Why another queuing library?
Along with the release of Speaker Deck, we released Qu, a Ruby library for queuing and processing background jobs. Why another queuing library? I briefly explain why I wrote Qu in the README, so read that first. But I wanted to give a little more of the backstory.
Reason #1: Resque issues on Heroku
Speaker Deck makes heavy use of background processing to turn PDFs of slides into the gorgeous player that you see on the site. Speaker Deck was using Resque, but unfortunately there a few issues with Resque on Heroku (#368, #319). The mishandling of signals described in #368 was especially an issue for us, because any time we deploy or scale the workers up or down, we would lose jobs; they wouldn’t show up as failed, they would just completely vanish.
So the logical approach would be to just fork resque, reverse the signals, and use that version, right? If that was my only issue with resque, then yes, but…
Reason #2: Infrastructure dependencies
At Ordered List, all of our products are built on top of MongoDB. Both Harmony and Gaug.es already have infrastructure set up to properly scale, replicate, and back up MongoDB. Both apps currently use resque minimally. Gaug.es literally only uses it to send email in the background since everything else is done in real-time. Harmony uses it slightly more.
So to run resque, we have to administer 4 additional Redis instances (master and slave in both production and staging) for both products. If we were at a scale where we needed Redis, the dependency would be warranted. But mongo is currently more than capable of doing what we need.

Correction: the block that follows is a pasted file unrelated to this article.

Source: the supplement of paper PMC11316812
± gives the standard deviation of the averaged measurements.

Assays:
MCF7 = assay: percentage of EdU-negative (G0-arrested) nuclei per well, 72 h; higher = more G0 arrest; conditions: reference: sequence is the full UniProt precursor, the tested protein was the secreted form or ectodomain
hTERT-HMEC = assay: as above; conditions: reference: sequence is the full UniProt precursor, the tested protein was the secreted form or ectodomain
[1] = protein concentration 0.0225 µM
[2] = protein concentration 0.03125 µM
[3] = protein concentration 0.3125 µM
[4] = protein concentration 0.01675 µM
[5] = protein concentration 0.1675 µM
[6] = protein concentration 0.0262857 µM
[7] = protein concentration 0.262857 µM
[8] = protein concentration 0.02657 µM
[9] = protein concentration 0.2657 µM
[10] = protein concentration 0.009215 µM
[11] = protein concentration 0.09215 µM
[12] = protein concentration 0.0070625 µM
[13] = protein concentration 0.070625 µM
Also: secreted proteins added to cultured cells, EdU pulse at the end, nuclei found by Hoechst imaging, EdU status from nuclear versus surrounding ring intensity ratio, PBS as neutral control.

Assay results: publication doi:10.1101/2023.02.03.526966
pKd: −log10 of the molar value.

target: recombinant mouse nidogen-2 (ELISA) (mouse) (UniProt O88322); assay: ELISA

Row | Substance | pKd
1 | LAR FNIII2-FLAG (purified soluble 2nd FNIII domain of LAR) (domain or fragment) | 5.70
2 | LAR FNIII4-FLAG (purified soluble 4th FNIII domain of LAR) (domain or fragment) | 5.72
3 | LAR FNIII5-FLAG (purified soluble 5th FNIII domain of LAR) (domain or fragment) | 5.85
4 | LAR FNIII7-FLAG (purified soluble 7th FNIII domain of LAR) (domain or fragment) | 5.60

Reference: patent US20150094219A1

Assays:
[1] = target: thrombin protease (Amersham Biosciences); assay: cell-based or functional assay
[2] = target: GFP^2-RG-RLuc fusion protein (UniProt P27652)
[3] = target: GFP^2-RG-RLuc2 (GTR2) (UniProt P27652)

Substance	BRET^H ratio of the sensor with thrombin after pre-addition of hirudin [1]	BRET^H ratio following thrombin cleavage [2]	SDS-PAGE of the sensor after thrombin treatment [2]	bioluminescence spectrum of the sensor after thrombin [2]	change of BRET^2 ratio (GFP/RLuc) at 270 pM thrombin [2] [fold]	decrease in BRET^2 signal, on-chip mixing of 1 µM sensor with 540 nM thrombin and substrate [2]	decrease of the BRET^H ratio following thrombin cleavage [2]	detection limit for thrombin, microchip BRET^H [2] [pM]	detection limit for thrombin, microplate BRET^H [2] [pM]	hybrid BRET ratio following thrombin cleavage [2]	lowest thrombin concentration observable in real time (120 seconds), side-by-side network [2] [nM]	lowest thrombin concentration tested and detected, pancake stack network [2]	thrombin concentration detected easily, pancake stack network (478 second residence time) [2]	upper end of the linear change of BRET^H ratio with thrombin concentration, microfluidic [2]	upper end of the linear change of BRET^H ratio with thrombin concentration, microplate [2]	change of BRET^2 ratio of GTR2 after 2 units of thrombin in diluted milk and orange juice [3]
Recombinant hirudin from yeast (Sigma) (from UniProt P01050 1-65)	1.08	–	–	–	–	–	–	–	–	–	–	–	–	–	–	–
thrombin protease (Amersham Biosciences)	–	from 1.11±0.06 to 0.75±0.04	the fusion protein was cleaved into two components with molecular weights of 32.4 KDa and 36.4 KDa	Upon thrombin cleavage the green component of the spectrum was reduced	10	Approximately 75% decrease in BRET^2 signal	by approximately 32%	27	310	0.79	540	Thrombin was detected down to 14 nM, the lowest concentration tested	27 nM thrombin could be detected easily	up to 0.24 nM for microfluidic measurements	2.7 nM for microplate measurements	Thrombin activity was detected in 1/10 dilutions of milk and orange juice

And I know we’re not alone. I’ve had many consulting clients in the past on shoe-string hosting budgets that didn’t need the robustness of Redis. delayed_job, were it more stable, was perfect for them.
Reason #3: Cheap thrills
Having been the primary maintainer of a popular fork of delayed_job for a couple years, I feel like I formed a lot of ideas about how I would build it differently. I made a lot of mistakes with delayed_job (let’s not talk about YAML), but I also learned a lot of lessons.
Supporting multiple backends is one of the most important things I think Qu can provide. Resque has a thriving ecosystem that is all built around Redis. As I said in Reason #2, Redis often makes sense, but there are times when it doesn’t. I find it extremely disappointing that the flourishing Resque ecosystem can’t be leveraged with another database backend. I think Qu can create an ecosystem with the benefit of being able to use it in every case.
One criticism of this approach is that databases have different features and strengths, so it will be impossible to make the backends behave the same. Each backend will certainly have it’s quirks, but fundamentally, I think they can all behave the same. The current Redis and Mongo backends are perfect examples of this. Internally, they both operate very differently, but their API is the same and they both pass the same specs.
So far, I’m very pleased with how Qu is turning out. There is still a lot of work to be done, but I think I have a good start and have been pleased by the intrest in it already.